U.S. Capitol Police install a metal detector outside the House of Representatives Chamber at the US Capitol in Washington, DC, on January 12.
U.S. Capitol Police install a metal detector outside the House of Representatives Chamber at the US Capitol in Washington, DC, on January 12. Chip Somodevilla/Getty Images

Members of Congress and staffers will have to walk through metal detectors in order to get onto the floor of the US House of Representatives, a senior Democratic aide told CNN Tuesday. The House is set to convene at 9 a.m. ET to debate and hold a vote on impeaching President Trump.

The development comes after multiple House Democrats told CNN they are worried about some of their Republican colleagues ignoring House rules regarding firearms. There have been multiple conversations about the need for every member of Congress and their guests to start going through metal detectors.

Capitol Police had set up metal detectors outside of the House floor as of Tuesday afternoon and all House members, staffers and aides will have to go through them, the aide said. A US Capitol Police source confirmed the measures are in place.

Acting House Sergeant-at-Arms Timothy Blodgett said in a memo to all members of Congress and their staffers that the metal detectors were being installed to ensure compliance with police regulations banning guns and incendiary devices from the chamber.

"Members are reminded that pursuant to the firearms regulations that Members received on opening day, firearms are restricted to a Member's Office," the memo stated. "Thank you in advance for your (cooperation) with the United States Capitol Police and Sergeant at Arms staff during the screening process."

Read more here.

4:52 p.m. ET, January 13, 2021

These Republicans have said they will vote to impeach Trump

From CNN's  Jeremy Herb, Lauren Fox and the hill team

House Democrats and at least a handful of Republicans —including the House's No. 3 Republican — will vote in favor of the impeachment of President Trump just one week after a deadly mob overran Capitol Police, ransacked the US Capitol and put the lives of Vice President Mike Pence and lawmakers in danger.

The number of Republicans who will ultimately vote for impeachment remains unclear. So far, five Republicans have said they will vote to impeach Trump.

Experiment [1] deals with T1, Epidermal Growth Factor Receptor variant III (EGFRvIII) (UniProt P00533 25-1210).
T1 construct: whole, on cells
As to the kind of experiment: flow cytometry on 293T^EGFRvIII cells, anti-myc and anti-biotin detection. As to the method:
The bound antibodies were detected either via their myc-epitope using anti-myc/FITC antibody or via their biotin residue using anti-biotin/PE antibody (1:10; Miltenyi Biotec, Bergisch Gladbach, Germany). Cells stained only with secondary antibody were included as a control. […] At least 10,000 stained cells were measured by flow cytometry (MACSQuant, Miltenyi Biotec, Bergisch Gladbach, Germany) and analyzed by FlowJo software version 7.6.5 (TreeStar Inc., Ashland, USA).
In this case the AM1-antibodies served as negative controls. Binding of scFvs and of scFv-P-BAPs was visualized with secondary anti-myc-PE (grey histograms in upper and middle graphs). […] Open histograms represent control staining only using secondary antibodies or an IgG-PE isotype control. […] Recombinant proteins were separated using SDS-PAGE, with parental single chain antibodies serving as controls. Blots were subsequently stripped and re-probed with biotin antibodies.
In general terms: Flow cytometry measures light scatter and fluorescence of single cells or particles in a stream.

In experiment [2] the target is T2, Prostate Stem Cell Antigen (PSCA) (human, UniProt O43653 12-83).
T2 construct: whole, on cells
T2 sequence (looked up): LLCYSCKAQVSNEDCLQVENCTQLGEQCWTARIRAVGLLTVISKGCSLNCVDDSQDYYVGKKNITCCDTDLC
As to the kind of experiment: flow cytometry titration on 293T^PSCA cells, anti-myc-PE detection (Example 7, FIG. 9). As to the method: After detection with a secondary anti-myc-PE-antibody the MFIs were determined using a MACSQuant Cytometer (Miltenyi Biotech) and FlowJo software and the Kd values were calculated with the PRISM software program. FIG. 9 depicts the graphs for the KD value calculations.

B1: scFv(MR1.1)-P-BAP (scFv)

Republican Conference Chairwoman Liz Cheney coming out in support of impeachment yesterday ignited the first signal that the Republican Party might try to be something else after Trump. And, she didn’t just say she backed impeachment. She put the blame of the events last week squarely on Trump’s shoulders.

“The President of the US summoned this mob, assembled the mob, and lit the flame of this attack. Everything that followed was his doing. None of this would have happened without the President,” she wrote.

The divide, the differences, the revisionism that we could see in upcoming months and years is just beginning.

Little cracks are playing out across Capitol Hill right now. Staff for House Minority Leader Kevin McCarthy are calling on their boss to explain himself. The communications director for Sen. Ted Cruz, resigned. Those who disavow Trump both before and because of this moment won’t necessarily win this ideological contest that is going to play out in the days and years ahead.

Some are going to get on this bandwagon late, many months and years after they walked in lockstep with the President. And, many may never disavow him at all. Trump’s support is still strong. There’s a reason that his followers took him seriously when he tweeted, when he made promises, when he gave instructions.

We still expect just a handful of Republicans to vote with Democrats to impeach today. One aide put that estimate – even after Cheney – at no more than 20.

Here are the Republicans who will vote to impeach:

  1. Rep. John Katko
  2. Rep. Jaime Herrera Beutler
  3. Rep. Adam Kinzinger
  4. Rep. Fred Upton
  5. Rep. Liz Cheney
8:36 a.m. ET, January 13, 2021

Trump could be the first US president in history to be impeached twice

Analysis from CNN's Stephen Collinson 

President Trump boards Air Force One before departing Harlingen, Texas on January 12.
President Trump boards Air Force One before departing Harlingen, Texas on January 12. Mandel Ngan/AFP/Getty Images

Before President Trump came to Washington, only two Presidents had been impeached in the near two-and-a-half century history of the United States.

But Trump is now staring at the shameful distinction of being impeached by the House of Representatives twice in just over a year – a sequence that will leave a deep scar in Washington for a generation – not least because despite his aberrant behavior, Trump retains strong support among Republican lawmakers because of his near mystical hold on the party's populist base.